My father spends his days noodling around on the computer, reading, watching sports on tv. And of course, cooking and eating. When I visit, it seems that as soon as breakfast is finished, they’re preparing to think about lunch. Getting up from the Barco-lounger into the walker is painful to watch. He still (shudder) drives. Getting into the car is a 1/2 hour process. And out. Other than that, his health is as good as can be expected, other than the skin cancers that he has excised from his face now and then. Golf again, and all that time spent under the Florida sun. My mother slips in and out of  lucidity, though she doesn’t seem to have slipped much in the past 10 years or so, actually. Still, to have your mother look at you and ask “Who are you?” cannot fail to give a chill.

Neither of them have much of a passion for life. My mother sleeps a lot and wanders around the house in her “housecoat”. My father I believe hangs on in a fierce determination that he won’t go until his wife dies. Then I’d expect him to pass rapidly.  Well, die, really. “Passing” connotes a movement into another realm (preferably Heaven) if you’ve chosen  Our Lord and Saviour Jesus Christ as your guide. For my father, after death: Nothingness. Bill didn’t believe in any of that “crap” as he called it. He’s just biding his time until he can leave (another of his favorite and oft-used terms) this “veil of tears.”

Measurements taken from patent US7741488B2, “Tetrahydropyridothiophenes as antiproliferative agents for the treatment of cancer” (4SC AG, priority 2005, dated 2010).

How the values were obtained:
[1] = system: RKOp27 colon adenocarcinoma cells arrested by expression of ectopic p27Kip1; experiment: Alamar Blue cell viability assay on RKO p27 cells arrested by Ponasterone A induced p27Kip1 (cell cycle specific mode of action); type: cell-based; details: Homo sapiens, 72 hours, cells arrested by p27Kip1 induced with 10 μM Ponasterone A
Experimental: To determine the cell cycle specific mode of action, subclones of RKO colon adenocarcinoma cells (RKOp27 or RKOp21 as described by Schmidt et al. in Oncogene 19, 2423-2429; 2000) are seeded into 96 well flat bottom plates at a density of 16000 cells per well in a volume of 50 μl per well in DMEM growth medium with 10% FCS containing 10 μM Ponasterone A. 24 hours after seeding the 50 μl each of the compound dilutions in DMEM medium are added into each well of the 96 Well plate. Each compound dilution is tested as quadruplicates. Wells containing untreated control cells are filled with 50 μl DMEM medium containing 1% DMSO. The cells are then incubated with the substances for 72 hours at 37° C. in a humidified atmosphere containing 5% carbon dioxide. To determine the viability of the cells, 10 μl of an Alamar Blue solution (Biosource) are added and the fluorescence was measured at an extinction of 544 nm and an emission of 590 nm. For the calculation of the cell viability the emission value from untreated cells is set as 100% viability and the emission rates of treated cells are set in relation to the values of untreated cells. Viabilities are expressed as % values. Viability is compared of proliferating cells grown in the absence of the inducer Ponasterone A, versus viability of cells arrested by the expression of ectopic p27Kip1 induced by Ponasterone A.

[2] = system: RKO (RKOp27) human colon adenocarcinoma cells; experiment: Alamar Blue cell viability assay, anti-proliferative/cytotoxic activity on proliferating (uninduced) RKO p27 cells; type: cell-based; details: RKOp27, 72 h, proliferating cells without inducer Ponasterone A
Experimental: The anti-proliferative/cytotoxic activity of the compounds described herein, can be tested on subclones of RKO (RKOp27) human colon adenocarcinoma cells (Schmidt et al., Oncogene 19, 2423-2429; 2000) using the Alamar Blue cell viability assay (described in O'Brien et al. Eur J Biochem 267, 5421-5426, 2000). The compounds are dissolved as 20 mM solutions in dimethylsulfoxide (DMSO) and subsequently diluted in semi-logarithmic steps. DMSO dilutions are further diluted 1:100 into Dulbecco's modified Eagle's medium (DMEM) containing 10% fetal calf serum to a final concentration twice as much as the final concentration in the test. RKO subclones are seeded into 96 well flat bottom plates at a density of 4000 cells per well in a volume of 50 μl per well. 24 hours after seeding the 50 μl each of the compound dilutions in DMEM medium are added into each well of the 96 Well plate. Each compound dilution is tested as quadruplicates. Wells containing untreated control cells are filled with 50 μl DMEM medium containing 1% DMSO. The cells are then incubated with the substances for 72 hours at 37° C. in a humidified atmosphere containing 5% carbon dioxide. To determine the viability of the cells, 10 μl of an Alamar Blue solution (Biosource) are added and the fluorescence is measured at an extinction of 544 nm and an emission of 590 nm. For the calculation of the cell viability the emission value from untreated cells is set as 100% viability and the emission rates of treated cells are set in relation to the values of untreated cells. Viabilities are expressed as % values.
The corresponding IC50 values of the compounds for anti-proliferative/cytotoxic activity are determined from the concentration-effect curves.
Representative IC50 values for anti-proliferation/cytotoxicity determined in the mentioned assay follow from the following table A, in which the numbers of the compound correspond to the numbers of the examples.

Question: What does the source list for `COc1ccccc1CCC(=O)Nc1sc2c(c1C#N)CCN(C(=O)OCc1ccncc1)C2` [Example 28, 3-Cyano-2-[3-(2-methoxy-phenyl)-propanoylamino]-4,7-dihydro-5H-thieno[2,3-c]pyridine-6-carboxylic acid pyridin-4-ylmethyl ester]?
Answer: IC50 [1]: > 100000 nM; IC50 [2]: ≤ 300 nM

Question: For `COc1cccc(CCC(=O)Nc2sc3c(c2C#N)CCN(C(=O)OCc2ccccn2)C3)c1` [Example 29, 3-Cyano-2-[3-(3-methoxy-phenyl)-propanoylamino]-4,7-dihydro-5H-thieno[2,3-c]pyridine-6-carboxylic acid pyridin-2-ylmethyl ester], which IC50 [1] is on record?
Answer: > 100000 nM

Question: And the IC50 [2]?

I look at my fathers picture from the old days, and I see nothing of myself in him. Of the current one, I fear I see much of myself. I’m morphing. Time is not kind to the faces of Man nor Woman.



Filed under Sketches

3 responses to “The Ravages of Time

  1. Jerome Castle

    You are far too modest. Mal Malkin and your dad were “top of the line,” and played at the best hotels and for the best people when the Sorrento Hotel and the Sherry-Frontenac were brand sparkling new back in time in 1949, and the two step and the foxtrot were “all the rage.” These people may not have have been Copland or Whiteman but people came back every night for more. Jerome Castle

  2. Thanks for remembering, Jerome.

  3. Susan Harris

    Your Dad, my Uncle Bill, is still sharp as a tack. He sent me these pictures a couple of years ago. He is a character! I remember seeing you at Grandma’s house a few times. I was just a kid and you were the “cool” teenager or that’s what I thought anyway. Grandma always had a joke to tell and always wore her red lipstick and nail polish. Do you remember the hershey kisses she always had in her breakfast room? Enjoyed the article about your Dad & the letter to Grandma.
    Susan Harris (Uncle Bob’s daughter)